Posts Tagged poem

Spinster by Sylvia Plath

painting by Kevin Lawrence Leveque

Now this particular girl
During a ceremonious April walk
With her latest suitor
Found herself, of a sudden, intolerably struck
By the birds’ irregular babel
And the leaves’ litter.

By this tumult afflicted, she
Observed her lover’s gestures unbalance the air,
His gait stray uneven
Through a rank wilderness of fern and flower.
She judged petals in disarray,
The whole season, sloven.

How she longed for winter then!—
Scrupulously austere in its order
Of white and black
Ice and rock, each sentiment within border
And heart’s frosty discipline
Exact as a snowflake.

But here—a burgeoning
Unruly enough to pitch her five queenly wits
Into vulgar motley—
A treason not to be borne. Let idiots
Reel giddy in bedlam spring:
She withdrew neatly.

And round her house she set
Such a barricade of barb and check
Against mutinous weather
As no mere insurgent man could hope to break
With curse, fist, threat
Or love, either.

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poem: EARTH by Amy Steele

The Portrait of Maud Abrantes, by Amedeo Modigliani

cool and damp
darkness surrounds me
claustrophobia engulfs me
but I don’t care anymore
I embrace it
Feeling the emptiness
my mind aches
my heart burns
my soul dissipates
Oxygen slowly escapes
this suffocating space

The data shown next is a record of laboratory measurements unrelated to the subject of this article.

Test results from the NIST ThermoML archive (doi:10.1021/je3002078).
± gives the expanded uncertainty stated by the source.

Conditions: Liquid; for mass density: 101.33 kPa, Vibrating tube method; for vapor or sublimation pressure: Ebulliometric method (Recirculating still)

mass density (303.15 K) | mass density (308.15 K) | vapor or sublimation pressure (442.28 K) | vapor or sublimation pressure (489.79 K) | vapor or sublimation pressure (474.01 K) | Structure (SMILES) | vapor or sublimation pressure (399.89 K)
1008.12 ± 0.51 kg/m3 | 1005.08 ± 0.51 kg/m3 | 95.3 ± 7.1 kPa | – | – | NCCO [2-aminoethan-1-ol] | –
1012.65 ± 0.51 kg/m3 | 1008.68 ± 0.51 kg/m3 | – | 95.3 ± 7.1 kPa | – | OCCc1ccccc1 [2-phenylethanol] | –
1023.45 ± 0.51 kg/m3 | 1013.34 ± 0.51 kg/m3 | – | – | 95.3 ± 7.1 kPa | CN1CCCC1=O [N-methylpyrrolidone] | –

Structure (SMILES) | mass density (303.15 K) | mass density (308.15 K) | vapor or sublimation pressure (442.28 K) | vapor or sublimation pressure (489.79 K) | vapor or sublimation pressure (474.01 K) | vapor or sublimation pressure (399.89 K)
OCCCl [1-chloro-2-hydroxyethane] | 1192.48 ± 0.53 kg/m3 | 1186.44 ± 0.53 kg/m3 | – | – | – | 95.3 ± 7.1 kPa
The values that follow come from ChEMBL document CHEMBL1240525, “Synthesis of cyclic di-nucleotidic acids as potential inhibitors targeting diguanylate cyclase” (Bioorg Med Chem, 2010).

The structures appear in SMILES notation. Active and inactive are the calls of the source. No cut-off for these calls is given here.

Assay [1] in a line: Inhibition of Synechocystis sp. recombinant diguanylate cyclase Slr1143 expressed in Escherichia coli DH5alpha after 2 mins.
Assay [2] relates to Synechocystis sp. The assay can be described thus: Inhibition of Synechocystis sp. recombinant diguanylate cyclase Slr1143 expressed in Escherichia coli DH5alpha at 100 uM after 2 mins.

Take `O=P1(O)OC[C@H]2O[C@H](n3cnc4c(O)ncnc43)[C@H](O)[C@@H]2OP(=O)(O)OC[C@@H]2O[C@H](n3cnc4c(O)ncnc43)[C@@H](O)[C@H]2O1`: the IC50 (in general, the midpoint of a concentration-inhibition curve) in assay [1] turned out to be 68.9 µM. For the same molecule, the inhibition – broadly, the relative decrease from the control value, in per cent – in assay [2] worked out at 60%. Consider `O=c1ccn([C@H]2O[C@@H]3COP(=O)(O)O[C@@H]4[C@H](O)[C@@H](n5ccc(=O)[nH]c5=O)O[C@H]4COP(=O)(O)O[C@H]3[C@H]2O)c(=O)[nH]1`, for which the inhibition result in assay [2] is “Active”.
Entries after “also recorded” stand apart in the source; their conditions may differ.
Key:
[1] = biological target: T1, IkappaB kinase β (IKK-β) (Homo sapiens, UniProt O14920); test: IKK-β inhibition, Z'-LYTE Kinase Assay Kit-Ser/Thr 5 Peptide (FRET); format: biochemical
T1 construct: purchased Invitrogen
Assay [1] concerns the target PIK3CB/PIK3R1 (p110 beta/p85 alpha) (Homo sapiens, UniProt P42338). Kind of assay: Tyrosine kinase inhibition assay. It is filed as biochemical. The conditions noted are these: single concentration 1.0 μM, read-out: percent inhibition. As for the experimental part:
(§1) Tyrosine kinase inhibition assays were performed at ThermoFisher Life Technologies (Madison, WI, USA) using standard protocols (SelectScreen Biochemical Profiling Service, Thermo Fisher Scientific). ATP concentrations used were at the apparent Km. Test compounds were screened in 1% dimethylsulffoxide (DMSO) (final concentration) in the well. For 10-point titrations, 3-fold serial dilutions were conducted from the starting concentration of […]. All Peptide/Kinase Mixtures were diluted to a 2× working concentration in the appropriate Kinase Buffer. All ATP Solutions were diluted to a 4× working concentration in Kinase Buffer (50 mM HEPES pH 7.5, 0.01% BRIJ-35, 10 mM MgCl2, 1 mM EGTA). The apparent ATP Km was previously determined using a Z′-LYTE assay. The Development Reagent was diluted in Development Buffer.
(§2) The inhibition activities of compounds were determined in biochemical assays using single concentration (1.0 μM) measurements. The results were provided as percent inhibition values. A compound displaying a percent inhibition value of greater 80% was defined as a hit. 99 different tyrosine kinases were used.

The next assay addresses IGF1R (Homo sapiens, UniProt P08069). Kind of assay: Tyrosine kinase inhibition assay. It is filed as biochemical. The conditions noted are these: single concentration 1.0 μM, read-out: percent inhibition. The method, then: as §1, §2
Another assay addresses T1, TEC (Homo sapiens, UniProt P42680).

How did I get dirt caked under my fingernails?
Instinct
Because long ago I resigned myself to loneliness
To heartache
To disappointment
To an early, bitter, painful death

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POEM: A Pony Named Easter

Shiny and black with a white star on her lovely face,
Easter knows what she wants and big horses treat her with grace.

Welsh Mountain is her breed.
Why the name Easter? She happened to be born on the holiday on April 22, 1973.

This Welsh mountain pony is rugged, sometimes stubborn, more often sweet.
She doesn’t mind being out in rain, snow and sleet.

Amy took Easter swimming, on long trail rides and to shows.
She also brushed her as kittens, a-top Easter, curled up and dosed.

Easter moved to a new barn, little bantam chickens would roost on her back.
The pony was round and comfortable and never gave the chickens any flack.

These days she lies out in the sun to nap when she gets tired.
She’s 37-years-old and retired.

Beneath Easter’s barn live a few foxes with dark cinnamon fur and bushy tails.
Many days you can see the foxes running alongside the rails.

In the paddock, the foxes and the pony sometimes stay close to each other.
Although wary of the pony, the foxes and Easter still respect one another

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